amfAR/TAG Issue Brief: The Cost of Flat Funding for Biomedical Research
August 12, 2013 – “The Costs of Flat Funding for Biomedical Research,” prepared by the Foundation for AIDS Research (amfAR) in collaboration with TAG, examines the declining purchasing value of public funding for health research at the National Institutes of Health (NIH) and the impact this has on public health, scientific progress, US productivity, and US science leadership.

The Immune System, HIV, and Aging
June 3, 2013 – Little more than a decade ago, it was almost inconceivable that the issue of aging with HIV infection would emerge as an important concern. But it has now become clear that combination antiretroviral therapy (ART) can suppress virus replication for many years—likely for life—in most people who can access the drugs, and the opportunistic infections that were once the primary causes of illness have largely evanesced everywhere treatment is available. Morbidity and mortality from HIV infection has plummeted, and the survival of HIV-positive individuals is edging ever closer to that of comparable HIV-negative people. With the specter of AIDS having finally been chased from the near horizon, attention has turned to health problems that may lie further down the road.

Pipeline Report
June 30, 2013 – HIV, Hepatitis C Virus (HCV), and Tuberculosis (TB) Drugs, Diagnostics, Vaccines, and Preventive Technologies in Development

June 3, 2013 – Research and treatment advocacy in 2012 for better prevention and treatment for people living with HIV and its two most common coinfections, hepatitis C virus (HCV) and tuberculosis (TB).

Revitalizing the U.S. National HIV/AIDS Strategy
Meeting Report and Action Plan
April 15, 2013 – On December 11–12, 2012, in Washington, D.C., Treatment Action Group (TAG) hosted a meeting of HIV advocates, service providers, and researchers from across the United States (U.S.) to review the current state of the national HIV response and discuss how to revitalize the National HIV/AIDS Strategy (NHAS). Meeting participants reviewed the latest data, discussed the changing landscape of the HIV response, and developed recommendations for continued and expedited progress. The Meeting Report summarizes the presentations and discussions, and outlines the key recommendations from participants. The Action Plan incorporates the recommendations from the meeting report.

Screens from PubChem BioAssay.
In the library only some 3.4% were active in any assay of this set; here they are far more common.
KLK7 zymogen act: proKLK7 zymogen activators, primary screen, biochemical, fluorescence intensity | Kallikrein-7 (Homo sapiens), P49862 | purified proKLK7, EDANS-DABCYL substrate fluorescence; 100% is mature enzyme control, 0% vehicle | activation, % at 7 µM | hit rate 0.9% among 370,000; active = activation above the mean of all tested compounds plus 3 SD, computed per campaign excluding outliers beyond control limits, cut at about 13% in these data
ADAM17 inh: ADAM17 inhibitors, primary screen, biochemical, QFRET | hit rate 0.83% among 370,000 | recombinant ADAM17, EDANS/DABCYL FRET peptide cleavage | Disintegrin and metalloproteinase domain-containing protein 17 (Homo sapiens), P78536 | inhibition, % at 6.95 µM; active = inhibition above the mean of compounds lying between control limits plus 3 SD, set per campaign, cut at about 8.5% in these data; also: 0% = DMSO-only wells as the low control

• Advancing Research, Securing Access
    Now in its 20th year of publication, TAGline has long sought to inform its readers and TAG supporters of the myriad research and policy challenges we face as a community in the ongoing fight against HIV and two of its insidious comorbidities, viral hepatitis and tuberculosis. Many of these challenges are inextricably intertwined, as we highlight in this issue focusing on specific clinical research and treatment-access hurdles threatening progress for all three diseases.
     
  • Ryan White at a Crossroads
    Preparing to defend and reshape a still-critical program
    An increasing demand for services, coupled with significant fiscal retrenchment among federal and state agencies, leaves the Ryan White HIV/AIDS CARE Act-funded program at a crossroads. But advocacy strategies are afoot, not only to work toward continuation of Ryan White funding past its September 30 expiration, but also to promote a long-overdue implementation-science agenda to maximize the effectiveness and efficiency of HIV services.
     
  • The "G" Word
    Gilead’s greed gives rise to a slew of advocacy priorities
    Activists are decrying Gilead’s refusal to continue codeveloping a winning HCV drug combination with Bristol-Myers Squibb (BMS), opting instead to focus on co-formulations of its own promising agents. While a high-level petition continues to circulate, demanding that Gilead continue codevelopment with BMS, a much larger advocacy agenda remains to be addressed.
     
  • TB Drugs for Children
    Poor treatment options spur innovative research strategies
    There is an old adage in pediatric medicine: children are not little adults. This is particularly true when it comes to tuberculosis, for which management strategies are largely the same, but dosing guidance and options leave a lot to be desired. Fortunately, a number of initiatives hope to remedy this situation in an effort to reduce global TB mortality among children—currently 100,000 deaths each year.
     
  • Razing the House of Cards
    The discovery of HAART and the push for evidence-based HIV treatment
    This is the third in a series looking back at the first two decades of TAG’s work to speed up AIDS research. Here we look at the rise of highly active antiretroviral therapy (HAART) and the push for evidence-based HIV treatment.
     
  • Preparing for Generics
    The push for affordable HIV treatment doesn’t end with patent expirations